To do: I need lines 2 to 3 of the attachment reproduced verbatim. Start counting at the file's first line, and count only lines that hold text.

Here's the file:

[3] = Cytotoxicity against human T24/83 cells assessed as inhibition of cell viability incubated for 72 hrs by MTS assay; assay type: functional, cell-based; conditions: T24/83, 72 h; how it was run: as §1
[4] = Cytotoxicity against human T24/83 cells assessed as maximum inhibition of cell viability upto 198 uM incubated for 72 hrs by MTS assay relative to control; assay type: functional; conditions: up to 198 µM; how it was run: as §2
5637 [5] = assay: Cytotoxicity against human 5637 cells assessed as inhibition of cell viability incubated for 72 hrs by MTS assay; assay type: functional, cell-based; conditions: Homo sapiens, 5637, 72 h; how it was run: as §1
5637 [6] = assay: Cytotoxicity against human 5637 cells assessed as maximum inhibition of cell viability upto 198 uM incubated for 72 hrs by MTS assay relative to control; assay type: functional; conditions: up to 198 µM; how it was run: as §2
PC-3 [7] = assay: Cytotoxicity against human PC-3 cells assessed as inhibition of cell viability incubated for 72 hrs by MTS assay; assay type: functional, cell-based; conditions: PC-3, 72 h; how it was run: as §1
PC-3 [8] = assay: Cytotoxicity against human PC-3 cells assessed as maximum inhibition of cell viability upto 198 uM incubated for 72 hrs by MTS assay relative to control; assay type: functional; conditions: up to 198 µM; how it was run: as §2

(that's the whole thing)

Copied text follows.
[4] = Cytotoxicity against human T24/83 cells assessed as maximum inhibition of cell viability upto 198 uM incubated for 72 hrs by MTS assay relative to control; assay type: functional; conditions: up to 198 µM; how it was run: as §2
5637 [5] = assay: Cytotoxicity against human 5637 cells assessed as inhibition of cell viability incubated for 72 hrs by MTS assay; assay type: functional, cell-based; conditions: Homo sapiens, 5637, 72 h; how it was run: as §1